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Supreme Court reverses Ninth Circuit because … “Federal judges are appointed for life, not for eternity”

The Supreme Court reversed the Ninth Circuit’s decision in a potentially landmark Equal Pay Act case, because … “Federal judges are appointed for life, not for eternity.” In this per curiam decision, the Supreme Court, not surprisingly, held that a judge needs to be alive to issue a ruling in a case.

How could the Ninth Circuit have thought otherwise? It was an exceedingly controversial case. The Ninth Circuit would have split evenly without the deceased judge’s vote, so the Ninth Circuit, oddly, decided to go ahead and count his vote. In fairness he had expressed his intent to vote one way, and had actually authored an opinion accordingly. He unfortunately passed away though before the opinion was issued. The Supreme Court held that the Ninth Circuit erred by continuing to count his vote (in this case and others). The Court explained that a judge’s vote cannot be counted until an opinion is filed, especially because “a judge may change his or her position up to the very moment when a decision is released.”

Because Judge Reinhardt was no longer a judge at the time when the en banc decision in this case was filed, the Ninth Circuit erred in counting him as a member of the majority. That practice effectively allowed a deceased judge to exercise the judicial power of the United States after his death.  But federal judges are appointed for life, not for eternity.

The underlying case is very controversial. As explained in a previous blog post, the issue has the potential to bring a pay-history ban to all 50 states by way of federal common law, by interpreting the longstanding Equal Pay Act as effectively banning inquiries and consideration of pay history.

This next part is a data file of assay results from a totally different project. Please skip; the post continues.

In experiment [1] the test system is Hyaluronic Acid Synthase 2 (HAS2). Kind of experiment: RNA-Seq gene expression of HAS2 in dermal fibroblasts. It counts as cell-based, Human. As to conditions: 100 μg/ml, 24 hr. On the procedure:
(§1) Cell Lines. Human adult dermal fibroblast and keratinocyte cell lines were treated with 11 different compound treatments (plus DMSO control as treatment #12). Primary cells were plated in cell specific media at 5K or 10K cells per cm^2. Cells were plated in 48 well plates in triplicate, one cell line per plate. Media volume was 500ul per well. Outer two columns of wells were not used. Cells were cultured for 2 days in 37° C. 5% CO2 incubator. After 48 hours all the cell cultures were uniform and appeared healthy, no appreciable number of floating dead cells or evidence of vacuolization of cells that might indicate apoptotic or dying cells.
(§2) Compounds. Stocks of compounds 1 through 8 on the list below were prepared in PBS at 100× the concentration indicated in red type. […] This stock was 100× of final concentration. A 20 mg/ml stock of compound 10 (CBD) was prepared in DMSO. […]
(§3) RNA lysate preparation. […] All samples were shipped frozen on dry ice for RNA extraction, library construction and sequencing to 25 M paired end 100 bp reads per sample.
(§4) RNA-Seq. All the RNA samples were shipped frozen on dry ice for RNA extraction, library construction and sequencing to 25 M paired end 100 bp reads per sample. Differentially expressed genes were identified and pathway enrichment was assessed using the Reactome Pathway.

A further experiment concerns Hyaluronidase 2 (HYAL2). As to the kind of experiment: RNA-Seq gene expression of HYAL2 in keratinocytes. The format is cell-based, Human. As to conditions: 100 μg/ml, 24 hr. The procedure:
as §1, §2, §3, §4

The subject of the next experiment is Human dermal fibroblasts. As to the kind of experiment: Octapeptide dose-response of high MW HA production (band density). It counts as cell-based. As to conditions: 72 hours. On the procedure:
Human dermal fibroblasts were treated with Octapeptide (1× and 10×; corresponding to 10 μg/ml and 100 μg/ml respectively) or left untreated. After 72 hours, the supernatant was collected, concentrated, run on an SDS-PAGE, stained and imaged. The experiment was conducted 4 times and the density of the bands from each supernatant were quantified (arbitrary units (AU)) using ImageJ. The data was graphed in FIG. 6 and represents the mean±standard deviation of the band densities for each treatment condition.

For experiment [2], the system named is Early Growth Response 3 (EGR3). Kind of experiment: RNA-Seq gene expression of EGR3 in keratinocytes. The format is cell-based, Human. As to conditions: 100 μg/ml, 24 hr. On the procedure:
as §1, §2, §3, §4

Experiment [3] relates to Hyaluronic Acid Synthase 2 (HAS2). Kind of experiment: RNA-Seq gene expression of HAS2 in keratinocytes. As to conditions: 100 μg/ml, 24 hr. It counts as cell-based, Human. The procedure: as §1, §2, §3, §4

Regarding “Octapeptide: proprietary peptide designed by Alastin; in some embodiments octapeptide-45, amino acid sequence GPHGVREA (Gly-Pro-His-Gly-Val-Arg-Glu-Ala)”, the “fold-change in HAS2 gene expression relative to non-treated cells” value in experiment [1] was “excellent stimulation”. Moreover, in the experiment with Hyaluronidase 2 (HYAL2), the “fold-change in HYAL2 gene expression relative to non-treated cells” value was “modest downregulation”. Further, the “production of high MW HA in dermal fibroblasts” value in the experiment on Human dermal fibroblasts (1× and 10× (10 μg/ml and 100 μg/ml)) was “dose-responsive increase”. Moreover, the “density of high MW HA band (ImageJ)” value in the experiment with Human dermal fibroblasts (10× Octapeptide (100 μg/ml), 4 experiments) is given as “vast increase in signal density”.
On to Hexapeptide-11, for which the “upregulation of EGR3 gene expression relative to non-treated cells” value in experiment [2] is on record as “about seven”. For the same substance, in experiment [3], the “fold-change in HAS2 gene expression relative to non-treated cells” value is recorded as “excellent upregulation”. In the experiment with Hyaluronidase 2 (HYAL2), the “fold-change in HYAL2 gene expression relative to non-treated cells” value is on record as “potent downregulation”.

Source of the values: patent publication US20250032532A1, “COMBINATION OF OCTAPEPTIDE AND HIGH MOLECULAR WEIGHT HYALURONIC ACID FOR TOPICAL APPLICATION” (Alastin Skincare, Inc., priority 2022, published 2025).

per curiam decision is a decision issued by a court with more than one judge (like the Supreme Court and other appellate courts) that is authored by the court itself, without identifying one or more individual judge’s contributions to the writing of the opinion or even votes in the case. It is not signed by anyone judge (though individual judges may, if they choose, sign dissents).

Source: Yovino v. Rizo, 586 U.S. —, case no. 18-272 (2/25/19)

California continues its contortions over arbitration agreements in employment cases

A trio of recent cases illustrateS how federal and state courts in California continue to struggle with their efforts to reconcile the recent pro-arbitration rulings by the Supreme Court with the historically anti-arbitration approach in California.

In NBCUniversal Media, LLC v. Pickett, the Ninth Circuit of the U.S. Court of Appeals held that an employee was required, under the Supreme Court’s 2009 14 Penn Plaza decision, to arbitrate individual employment discrimination claims under his union’s collective bargaining agreement’s arbitration clause, which read “neither the Union nor any aggrieved employee may file an action or complaint in court on any claim that arises under [an anti-discrimination clause], having expressly waived the right to so file.”

While that seemed to be a relatively straightforward application of the Supreme Court’s arbitration cases, the California Court of Appeals seemed to make the waters muddier in a pair of other cases.

In one case, Del Rosario Martinez v. Ready Pac Produce, Inc., the California Court of Appeals noted that the Supreme Court ruled in its 2011 Concepcion case and then in its 2018 Epic Resources case that an arbitration agreement is enforceable even if it means the employee is unable to pursue a class action. In line with those decisions, the Court held that the plaintiff was required to arbitrate her wage claims even though she was unable to pursue a class action.